The Topeka Capital-Journal

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The Topeka Capital-Journal
TypeDaily newspaper
PublisherStephen Wade
EditorTomari Quinn
FoundedTopeka Daily Capital: 1879 (with heritage dating to 1858)
Topeka State Journal: 1873
Topeka Capital-Journal: 1981
Headquarters100 SE 9th Street, Suite 500
Topeka, Kansas 66612
USA Edit this at Wikidata

The Topeka Capital-Journal is a daily newspaper in Topeka, Kansas, owned by Gannett.


The paper was formed following a series of mergers including the eventual merger of the Topeka Daily Capital and Topeka State Journal and numerous name changes.


Capital-Journal newsroom, 1961
  • 1858: Kansas State Record starts publishing.
  • 1873: Topeka Blade founded by J. Clarke Swayze.
  • 1879: George W. Reed buys the Blade and changes its name to Kansas State Journal.
  • 1879: Topeka Daily Capital founded by Major J.K. Hudson as an evening paper but changes to morning in 1881. Its press is claimed to be the first electric motor press in the United States[citation needed]
  • 1885: Frank P. MacLennan buys Journal and renames it Topeka State Journal
  • 1888: Capital absorbs the Commonwealth, owned by Floyd Perry Baker and his sons, which had earlier bought the Kansas State Record
  • 1899: Frederick Oliver Popenoe buys a 51 percent controlling interest in the Capital.
  • 1900: Charles M. Sheldon, saying that "newspapers should be operated as Christ would operate them," sends the Capital circulation skyrocketing from 12,000 to 387,000 forcing it to print papers in New York and Chicago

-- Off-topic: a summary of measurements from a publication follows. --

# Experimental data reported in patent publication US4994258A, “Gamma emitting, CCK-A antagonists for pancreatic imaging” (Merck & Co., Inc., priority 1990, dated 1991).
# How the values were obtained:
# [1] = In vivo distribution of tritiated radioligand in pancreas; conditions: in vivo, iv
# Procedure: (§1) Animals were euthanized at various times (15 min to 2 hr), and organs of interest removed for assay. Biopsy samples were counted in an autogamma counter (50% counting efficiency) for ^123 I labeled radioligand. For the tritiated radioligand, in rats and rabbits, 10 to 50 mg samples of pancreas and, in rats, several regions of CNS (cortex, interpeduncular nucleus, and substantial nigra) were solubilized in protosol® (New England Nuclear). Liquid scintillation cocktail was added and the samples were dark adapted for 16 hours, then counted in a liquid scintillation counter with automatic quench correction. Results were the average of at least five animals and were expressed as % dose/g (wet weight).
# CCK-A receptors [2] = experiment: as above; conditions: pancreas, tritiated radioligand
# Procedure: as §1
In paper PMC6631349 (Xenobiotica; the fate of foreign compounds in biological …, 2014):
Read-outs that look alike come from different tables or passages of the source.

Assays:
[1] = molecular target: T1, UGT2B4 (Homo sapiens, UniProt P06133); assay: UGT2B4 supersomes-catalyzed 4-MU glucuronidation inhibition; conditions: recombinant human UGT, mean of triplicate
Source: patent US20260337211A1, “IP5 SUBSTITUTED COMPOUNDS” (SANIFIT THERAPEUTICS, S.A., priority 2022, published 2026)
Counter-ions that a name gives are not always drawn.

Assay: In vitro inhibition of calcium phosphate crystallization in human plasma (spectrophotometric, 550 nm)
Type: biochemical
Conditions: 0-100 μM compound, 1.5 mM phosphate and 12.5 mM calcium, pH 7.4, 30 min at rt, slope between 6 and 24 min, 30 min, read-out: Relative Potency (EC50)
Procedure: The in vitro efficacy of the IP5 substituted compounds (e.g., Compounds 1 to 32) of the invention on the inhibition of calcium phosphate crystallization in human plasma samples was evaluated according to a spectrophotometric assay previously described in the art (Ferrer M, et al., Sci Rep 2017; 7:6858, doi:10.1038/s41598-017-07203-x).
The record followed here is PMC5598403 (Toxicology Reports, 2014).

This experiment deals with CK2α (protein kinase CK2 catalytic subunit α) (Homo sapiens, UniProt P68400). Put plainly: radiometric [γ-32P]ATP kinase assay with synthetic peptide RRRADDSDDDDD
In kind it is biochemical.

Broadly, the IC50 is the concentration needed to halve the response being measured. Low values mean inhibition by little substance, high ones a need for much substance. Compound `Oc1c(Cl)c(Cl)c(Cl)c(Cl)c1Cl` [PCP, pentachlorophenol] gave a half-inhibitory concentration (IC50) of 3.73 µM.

• 1901: Arthur Capper buys Capital and become sole owner in 1904
  • 1940: Oscar S. Stauffer buys the Journal
  • 1951: Capper dies and the Capital become employee owned
  • 1956: Stauffer Communications buys Capper Publications, including the Capital
  • 1962: Former MacLennan home Cedar Crest becomes the Kansas Governor's Mansion
  • 1973: Brian Lanker wins the 1973 Pulitzer Prize for Feature Photography for a series of photos of a childbirth, as exemplified by the image titled "Moment of Life".
  • 1975: Susan Ford, daughter of Gerald Ford, and Chris Johns (future photo editor of National Geographic magazine) intern at paper during the summer[1]
  • 1981: Stauffer merges the papers into The Capital-Journal distributed in the morning
  • 1982: Oscar S. Stauffer dies at 95
  • 1994: Stauffer Communications merges with Morris Communications[2]
  • 2017: Morris Communications sells its newspapers to GateHouse Media[3]
  • 2019: GateHouse Media's corporate parent company, New Media Investment Group, announced that it would acquire Gannett and assume its name.[4][5]

See also[edit]


  1. ^ Hall, Mike (December 28, 2006). "Ford's daughter Susan interned at C-J". Topeka Capital-Journal.
  2. ^ Morris buys Stauffer, Fort Scott Tribune, July 27, 1994
  3. ^ "Morris Announces Sale of Publications to Gatehouse Media". Morris Communications. 2017-08-09. Retrieved 2018-02-19.
  4. ^ Lombardo, Cara; Trachtenberg, Jeffrey A. (August 5, 2019). "GateHouse Media Parent to Buy Gannett for $1.4 Billion". The Wall Street Journal.
  5. ^ "GateHouse Media enters into agreement to acquire Gannett, forming largest U.S. publishing company". The Topeka Capital-Journal. 2019-09-05. Archived from the original on 2020-10-31. Retrieved 2020-10-31.

External links[edit]